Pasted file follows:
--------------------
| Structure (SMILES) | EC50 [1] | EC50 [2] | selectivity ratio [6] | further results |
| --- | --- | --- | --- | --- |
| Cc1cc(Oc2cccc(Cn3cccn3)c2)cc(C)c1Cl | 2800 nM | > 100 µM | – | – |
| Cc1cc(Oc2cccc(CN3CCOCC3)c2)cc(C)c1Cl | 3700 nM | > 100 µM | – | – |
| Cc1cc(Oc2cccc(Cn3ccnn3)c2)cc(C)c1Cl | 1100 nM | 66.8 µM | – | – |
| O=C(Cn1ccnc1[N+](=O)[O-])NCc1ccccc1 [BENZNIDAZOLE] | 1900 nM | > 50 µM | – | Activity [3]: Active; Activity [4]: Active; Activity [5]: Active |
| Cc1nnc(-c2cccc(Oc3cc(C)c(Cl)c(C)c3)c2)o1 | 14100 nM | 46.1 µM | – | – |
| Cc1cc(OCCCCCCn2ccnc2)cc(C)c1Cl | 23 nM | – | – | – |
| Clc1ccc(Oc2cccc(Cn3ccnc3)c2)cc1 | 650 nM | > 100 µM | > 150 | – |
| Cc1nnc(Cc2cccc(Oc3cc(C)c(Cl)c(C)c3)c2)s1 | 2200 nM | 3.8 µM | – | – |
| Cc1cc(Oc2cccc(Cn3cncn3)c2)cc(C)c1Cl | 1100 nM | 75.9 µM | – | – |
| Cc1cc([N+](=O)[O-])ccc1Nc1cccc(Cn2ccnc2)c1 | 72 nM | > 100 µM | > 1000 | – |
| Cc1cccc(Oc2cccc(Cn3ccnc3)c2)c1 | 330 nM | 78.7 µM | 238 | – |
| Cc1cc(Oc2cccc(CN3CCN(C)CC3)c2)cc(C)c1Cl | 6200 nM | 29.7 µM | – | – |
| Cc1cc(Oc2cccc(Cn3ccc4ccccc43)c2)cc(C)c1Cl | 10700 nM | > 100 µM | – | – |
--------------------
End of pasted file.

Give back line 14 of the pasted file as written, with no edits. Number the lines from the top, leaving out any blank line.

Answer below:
| Cc1cc(Oc2cccc(CN3CCN(C)CC3)c2)cc(C)c1Cl | 6200 nM | 29.7 µM | – | – |